After receiving reports from various Jewish groups that anti-Semitic and anti-Israel sentiments are rampant on college campuses, the U.S. Commission on Civil Rights voted this week to recommend that the Department of Education take steps to protect Jewish students.
The commission, which studies and reports on civil rights issues and makes recommendations based on its findings, decided to recommend that the Department of Education more stringently enforce Title IV of the Civil Rights Act of 1964, which authorizes the withdrawal of federal funds from public institutions that practice discrimination.
But some members of the local Jewish community said the commission's conclusion is not applicable to the UCLA campus.
Of the many universities he has visited, Rabbi Yonason Quinn, with the Jewish Awareness Movement on campus, said he finds UCLA students to be significantly different from students at other schools.
"Maybe it's the weather," he said jokingly. "But students at UCLA are very open and warm. Never, except for once, have I seen any incidents (of anti-Semitism) during my time here."
At least one Jewish student leader agrees. Candice Daneshvar, president of Bruins for Israel, chose to attend UCLA rather than UC Berkeley because she believes the Los Angeles campus is more accepting of Jews and pro-Israel views than its northern counterpart.
Daneshvar attributes UCLA's accepting environment to Los Angeles' large Jewish community.
"We have a lot of backing in the area. ... We feel more comfortable expressing our opinions," Daneshvar said.
The commission also reported that the Middle East studies departments at several universities presented a one-sided view on the Israeli-Palestinian conflict, making Jewish students feel uncomfortable because of the close ties many Jews see between Israel and Judaism.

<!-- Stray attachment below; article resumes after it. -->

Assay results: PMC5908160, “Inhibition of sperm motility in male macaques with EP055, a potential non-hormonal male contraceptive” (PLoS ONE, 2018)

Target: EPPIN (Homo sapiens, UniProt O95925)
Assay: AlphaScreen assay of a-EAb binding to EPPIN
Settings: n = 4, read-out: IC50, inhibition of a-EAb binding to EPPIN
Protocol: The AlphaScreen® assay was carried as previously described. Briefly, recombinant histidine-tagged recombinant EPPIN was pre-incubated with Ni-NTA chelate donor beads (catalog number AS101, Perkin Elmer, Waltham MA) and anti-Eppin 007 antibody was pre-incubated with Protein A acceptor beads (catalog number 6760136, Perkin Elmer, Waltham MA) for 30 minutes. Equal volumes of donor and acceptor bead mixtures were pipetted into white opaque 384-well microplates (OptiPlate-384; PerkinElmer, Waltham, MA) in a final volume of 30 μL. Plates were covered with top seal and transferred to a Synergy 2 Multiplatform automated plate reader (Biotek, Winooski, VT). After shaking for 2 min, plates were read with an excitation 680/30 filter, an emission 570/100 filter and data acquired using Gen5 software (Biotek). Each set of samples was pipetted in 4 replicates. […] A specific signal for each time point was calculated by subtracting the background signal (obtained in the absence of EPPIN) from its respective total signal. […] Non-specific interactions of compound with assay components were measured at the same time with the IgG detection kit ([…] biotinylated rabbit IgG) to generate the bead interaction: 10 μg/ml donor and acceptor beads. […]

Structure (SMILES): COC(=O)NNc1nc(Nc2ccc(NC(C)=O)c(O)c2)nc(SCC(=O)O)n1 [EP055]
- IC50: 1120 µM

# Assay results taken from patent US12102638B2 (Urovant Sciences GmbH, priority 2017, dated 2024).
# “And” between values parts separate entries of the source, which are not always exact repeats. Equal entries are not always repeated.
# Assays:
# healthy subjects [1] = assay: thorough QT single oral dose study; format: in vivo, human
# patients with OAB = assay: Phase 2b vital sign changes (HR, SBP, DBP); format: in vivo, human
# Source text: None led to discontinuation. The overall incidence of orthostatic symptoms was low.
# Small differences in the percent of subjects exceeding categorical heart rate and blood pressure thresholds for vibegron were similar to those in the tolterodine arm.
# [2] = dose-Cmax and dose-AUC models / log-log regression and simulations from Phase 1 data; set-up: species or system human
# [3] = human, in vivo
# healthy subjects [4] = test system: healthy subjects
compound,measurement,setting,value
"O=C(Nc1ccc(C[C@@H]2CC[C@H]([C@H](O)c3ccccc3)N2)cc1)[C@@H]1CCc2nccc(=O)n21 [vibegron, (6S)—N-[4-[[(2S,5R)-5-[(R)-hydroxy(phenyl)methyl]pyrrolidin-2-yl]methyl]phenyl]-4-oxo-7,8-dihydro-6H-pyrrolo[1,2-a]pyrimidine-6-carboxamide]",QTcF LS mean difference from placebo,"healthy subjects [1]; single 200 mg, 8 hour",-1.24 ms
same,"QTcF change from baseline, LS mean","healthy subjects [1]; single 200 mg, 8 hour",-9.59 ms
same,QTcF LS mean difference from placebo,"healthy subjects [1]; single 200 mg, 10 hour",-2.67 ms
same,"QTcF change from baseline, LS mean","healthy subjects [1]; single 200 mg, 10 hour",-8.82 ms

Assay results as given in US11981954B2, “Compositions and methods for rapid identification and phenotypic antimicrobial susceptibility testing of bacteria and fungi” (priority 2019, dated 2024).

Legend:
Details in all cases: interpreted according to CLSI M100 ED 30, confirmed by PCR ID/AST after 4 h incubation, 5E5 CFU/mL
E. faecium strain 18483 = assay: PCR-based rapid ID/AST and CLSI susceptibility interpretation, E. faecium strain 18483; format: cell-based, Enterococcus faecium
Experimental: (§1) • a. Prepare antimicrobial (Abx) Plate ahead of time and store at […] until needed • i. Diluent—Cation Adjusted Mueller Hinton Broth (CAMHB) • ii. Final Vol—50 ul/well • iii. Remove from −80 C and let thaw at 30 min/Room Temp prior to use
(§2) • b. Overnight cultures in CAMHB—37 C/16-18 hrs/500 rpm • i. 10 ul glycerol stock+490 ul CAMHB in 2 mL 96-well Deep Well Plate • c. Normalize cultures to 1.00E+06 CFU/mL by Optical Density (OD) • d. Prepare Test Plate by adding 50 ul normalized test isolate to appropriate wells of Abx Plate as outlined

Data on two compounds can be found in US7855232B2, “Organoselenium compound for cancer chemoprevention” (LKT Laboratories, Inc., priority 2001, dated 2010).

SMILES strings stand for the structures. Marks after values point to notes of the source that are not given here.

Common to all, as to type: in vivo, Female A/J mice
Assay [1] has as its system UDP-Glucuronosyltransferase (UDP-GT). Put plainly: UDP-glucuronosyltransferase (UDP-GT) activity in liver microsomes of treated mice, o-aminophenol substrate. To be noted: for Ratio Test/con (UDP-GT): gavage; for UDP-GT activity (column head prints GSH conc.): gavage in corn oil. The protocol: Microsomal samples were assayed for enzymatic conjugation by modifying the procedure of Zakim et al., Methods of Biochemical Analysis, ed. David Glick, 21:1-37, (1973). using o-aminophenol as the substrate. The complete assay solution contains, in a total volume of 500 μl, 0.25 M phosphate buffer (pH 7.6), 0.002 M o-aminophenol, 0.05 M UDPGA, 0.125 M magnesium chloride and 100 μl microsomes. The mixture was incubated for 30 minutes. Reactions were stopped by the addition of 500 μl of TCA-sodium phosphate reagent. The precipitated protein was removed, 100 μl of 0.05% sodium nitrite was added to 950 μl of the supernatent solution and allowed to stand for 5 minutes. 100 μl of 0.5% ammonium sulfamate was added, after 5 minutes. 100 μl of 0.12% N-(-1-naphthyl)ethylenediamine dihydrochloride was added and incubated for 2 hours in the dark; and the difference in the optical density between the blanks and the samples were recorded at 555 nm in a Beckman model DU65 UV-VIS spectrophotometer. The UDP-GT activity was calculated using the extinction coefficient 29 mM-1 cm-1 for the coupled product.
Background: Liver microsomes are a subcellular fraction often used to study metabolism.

Rabbi Chaim Seidler-Feller of UCLA Hillel said though it is sometimes true that UCLA professors offer hostile or one-sided views on Israel, such classroom behavior should not be a problem in an academic setting.
"A university is a place for people who hold strong opinions. ... I know of no students who have complained of being graded unfairly (for articulating) a different point of view," he said.
Given that the reports to the commission were so vastly different from what he sees to be the climate at UCLA, Seidler-Feller said he believes the commission should not have based its decision on one set of opinions.
"I was outraged by the fact that all the people who presented at the meeting (of the Commission on Civil Rights) were representative of the same point of view," he said.
And for some, the idea of a federally enforced climate of acceptance on campus is problematic, whether or not students find anti-Semitism to be a significant problem.
"I think it would make things worse," Quinn said. "(The government) will come into something that isn't their territory and not be effective."
Seidler-Feller said he believed the government should not have to interfere, especially at a university.
"The first place to seek redress from is within the university," Seidler-Feller said. "It speaks poorly about a community that needs to call in the 'feds' to solve a problem that intelligent individuals should be solving internally."
But on the other hand, Daneshvar said she welcomes federal and state involvement if it would protect students from discrimination.
"We're a public university, and students deserve a non-hostile environment in which to study," she said. "If students feel their rights are being violated, the government should intervene."
Seidler-Feller also said he disagrees with the broad definition of anti-Semitism used by the commission.
The report defines anti-Semitism as statements that makes Jews feel uncomfortable.
"We live in an environment where there is a conflict. Of course there are statements (that make) students uncomfortable," Seidler-Feller said.
Sielder-Feller said he does not view Jews merely feeling "uncomfortable" as a sign of anti-Semitism.
There was also concern on the panel about the commission's jurisdiction on religious matters.
Gerald Reynolds, chairman of the commission, questioned whether the commission should be involved in examining matters of religious discrimination.
But whether Judaism is strictly a religion is a matter of debate – Jessica Braceras, a member of the Commission for Civil Rights, said Judaism encompasses both a religion and an ethnic group, which would place anti-Semitism under the commission's authority.